In 1989, Union Carbide reached a settlement with the Indian government to pay $470 million in damages to Bhopalis who lived within a certain radius of the factory, including my dad. I was born three years after he picked up his $1,000 compensation check. We moved to the United States when I was 5. I did not learn of the tragedy until I was 12, sitting in a social studies class. It was a mere sentence in my textbook, after a paragraph on Chernobyl: “And the second worst industrial disaster in the world was Bhopal.”
We’ll never know exactly how many people died in Bhopal, but there is no doubt it is the world’s deadliest industrial disaster. The official government death toll from that night is 3,787. Dr. Ingrid Eckerman, a Swedish doctor who researched the tragedy extensively for her book The Bhopal Saga, estimates that the true number is closer to 8,000. Experts estimate as many as 10,000 Bhopalis have died since then of complications from the event.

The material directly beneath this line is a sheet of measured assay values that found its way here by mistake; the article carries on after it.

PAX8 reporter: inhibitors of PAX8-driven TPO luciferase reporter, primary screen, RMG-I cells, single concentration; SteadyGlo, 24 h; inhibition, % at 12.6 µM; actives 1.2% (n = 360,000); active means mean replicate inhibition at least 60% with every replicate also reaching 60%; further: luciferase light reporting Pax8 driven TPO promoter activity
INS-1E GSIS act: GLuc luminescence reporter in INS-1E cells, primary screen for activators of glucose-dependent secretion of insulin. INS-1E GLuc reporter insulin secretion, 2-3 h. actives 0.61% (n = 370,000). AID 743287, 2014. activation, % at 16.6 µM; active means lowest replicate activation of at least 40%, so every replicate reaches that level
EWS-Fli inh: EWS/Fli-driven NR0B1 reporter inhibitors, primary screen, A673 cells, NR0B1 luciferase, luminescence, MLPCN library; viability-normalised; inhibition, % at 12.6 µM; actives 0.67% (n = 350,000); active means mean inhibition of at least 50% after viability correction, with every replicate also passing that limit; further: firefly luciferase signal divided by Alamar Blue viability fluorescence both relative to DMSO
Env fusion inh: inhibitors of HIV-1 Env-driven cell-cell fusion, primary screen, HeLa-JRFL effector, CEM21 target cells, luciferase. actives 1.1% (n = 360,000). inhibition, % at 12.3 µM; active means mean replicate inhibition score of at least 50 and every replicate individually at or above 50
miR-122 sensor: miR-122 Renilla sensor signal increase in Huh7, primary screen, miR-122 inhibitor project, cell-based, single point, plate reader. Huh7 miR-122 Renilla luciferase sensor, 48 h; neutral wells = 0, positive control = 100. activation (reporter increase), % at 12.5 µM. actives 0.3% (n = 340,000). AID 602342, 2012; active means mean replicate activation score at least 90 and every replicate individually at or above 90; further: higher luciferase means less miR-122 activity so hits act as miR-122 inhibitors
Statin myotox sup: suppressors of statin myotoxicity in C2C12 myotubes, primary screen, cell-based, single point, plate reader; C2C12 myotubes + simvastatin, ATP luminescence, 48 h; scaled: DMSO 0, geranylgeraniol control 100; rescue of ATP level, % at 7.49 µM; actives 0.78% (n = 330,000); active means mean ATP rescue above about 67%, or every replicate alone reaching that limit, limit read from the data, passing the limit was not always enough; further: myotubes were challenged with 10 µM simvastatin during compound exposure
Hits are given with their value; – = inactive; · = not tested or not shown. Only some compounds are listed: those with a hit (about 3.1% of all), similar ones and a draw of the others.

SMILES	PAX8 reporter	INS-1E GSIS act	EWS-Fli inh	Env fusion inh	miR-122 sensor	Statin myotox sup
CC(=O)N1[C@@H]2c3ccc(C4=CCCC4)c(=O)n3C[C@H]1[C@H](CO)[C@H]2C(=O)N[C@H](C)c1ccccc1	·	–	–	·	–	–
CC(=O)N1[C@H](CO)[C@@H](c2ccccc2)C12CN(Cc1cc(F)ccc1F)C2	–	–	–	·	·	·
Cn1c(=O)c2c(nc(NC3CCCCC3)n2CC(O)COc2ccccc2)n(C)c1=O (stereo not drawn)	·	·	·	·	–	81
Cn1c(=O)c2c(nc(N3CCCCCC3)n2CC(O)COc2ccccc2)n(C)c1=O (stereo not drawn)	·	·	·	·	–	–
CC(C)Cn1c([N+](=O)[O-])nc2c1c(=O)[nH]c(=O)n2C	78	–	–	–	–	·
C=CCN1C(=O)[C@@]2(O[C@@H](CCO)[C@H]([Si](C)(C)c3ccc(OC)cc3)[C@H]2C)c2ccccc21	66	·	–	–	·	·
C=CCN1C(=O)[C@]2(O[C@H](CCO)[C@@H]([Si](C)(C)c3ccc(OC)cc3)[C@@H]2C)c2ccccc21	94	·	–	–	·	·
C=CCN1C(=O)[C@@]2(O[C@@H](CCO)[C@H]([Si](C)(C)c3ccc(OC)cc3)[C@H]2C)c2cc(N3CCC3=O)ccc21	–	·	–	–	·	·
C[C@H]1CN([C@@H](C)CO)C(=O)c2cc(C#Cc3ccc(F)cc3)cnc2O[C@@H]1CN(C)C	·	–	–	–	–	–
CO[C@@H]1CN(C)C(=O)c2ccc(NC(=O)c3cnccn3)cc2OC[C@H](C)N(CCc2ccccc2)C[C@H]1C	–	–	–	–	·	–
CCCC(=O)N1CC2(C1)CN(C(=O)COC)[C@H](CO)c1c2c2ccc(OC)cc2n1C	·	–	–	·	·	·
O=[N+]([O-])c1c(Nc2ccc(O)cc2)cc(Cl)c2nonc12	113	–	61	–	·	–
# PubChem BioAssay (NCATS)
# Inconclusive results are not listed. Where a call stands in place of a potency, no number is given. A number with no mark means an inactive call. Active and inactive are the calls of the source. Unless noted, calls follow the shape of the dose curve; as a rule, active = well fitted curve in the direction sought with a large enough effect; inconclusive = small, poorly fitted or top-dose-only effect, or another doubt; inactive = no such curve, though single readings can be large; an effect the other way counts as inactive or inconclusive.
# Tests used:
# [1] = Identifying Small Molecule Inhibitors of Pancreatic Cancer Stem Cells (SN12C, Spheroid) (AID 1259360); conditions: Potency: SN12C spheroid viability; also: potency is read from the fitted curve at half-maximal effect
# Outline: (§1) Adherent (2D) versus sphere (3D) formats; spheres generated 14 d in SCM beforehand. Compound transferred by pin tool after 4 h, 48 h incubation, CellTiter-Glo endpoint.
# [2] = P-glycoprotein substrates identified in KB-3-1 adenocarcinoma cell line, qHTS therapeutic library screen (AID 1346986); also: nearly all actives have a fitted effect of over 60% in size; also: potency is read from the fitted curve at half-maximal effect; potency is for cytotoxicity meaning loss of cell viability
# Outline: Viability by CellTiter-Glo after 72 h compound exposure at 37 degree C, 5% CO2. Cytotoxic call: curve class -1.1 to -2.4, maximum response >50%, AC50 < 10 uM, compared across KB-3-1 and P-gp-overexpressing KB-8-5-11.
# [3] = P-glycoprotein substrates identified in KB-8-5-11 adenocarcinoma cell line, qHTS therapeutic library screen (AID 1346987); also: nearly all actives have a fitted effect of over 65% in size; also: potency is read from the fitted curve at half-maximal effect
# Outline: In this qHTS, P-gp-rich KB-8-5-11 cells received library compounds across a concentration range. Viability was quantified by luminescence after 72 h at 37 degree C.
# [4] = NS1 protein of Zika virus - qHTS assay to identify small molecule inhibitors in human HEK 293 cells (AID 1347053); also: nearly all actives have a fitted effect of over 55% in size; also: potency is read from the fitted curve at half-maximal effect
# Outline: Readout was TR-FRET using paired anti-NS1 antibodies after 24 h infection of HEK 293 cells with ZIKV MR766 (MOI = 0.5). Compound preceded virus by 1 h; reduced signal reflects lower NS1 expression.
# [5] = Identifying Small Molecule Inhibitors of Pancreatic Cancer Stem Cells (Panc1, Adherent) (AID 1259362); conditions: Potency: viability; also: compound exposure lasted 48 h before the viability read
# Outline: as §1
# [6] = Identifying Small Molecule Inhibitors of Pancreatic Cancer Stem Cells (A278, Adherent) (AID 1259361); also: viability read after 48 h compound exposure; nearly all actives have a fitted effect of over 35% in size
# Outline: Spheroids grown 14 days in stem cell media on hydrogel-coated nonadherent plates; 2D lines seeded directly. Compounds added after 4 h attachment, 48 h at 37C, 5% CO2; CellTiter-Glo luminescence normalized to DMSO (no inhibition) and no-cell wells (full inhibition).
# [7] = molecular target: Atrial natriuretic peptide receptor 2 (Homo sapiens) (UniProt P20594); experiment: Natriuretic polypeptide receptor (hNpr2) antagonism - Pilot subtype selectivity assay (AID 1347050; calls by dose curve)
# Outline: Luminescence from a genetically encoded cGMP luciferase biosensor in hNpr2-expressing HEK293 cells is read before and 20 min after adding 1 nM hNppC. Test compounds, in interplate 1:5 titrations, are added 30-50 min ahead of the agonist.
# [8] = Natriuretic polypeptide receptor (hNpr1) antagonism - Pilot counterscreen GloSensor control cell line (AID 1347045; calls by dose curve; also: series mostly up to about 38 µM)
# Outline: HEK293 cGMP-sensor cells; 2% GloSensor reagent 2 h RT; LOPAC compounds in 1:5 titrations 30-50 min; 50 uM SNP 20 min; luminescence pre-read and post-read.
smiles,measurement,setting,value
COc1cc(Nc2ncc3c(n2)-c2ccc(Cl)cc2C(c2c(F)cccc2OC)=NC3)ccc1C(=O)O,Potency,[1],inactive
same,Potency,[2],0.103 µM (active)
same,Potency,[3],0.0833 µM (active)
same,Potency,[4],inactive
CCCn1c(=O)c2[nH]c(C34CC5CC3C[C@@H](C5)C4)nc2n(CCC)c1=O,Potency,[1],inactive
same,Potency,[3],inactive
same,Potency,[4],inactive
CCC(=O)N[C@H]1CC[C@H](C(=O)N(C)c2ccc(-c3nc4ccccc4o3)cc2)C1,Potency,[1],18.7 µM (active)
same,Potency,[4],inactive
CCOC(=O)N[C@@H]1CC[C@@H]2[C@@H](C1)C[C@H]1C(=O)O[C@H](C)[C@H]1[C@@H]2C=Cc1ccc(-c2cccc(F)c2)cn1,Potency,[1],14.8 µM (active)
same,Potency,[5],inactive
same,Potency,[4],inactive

It’s incomprehensible that a disaster of this magnitude has received such little attention, even from those of us with ties to survivors. I grew up visiting Bhopal and my Baba, a retired judge, every other summer. In college, I spent a winter break there. Each evening, Baba’s crew of retired judges would congregate for chai, and that was when I first began hearing tales of 1984—and the gas. Many people I knew growing up had a story from that winter night. They had survived because of Bhopal’s economic geography. The doctors, the judges, the educated, and the wealthy—people I knew—were saved by the well-insulated bungalows they owned at higher elevations.
A heavy gas, MIC hit low-lying areas such as J.P. Nagar hardest. I never became familiar with that part of the city because my relatives would not allow their foreign granddaughter to mingle downhill. I decided to change that. After college I returned to Bhopal as a Fulbright scholar to conduct an autoethnography—to better understand my experiences through the lens of wider cultural, political, and social meanings—and to live with Baba for a year.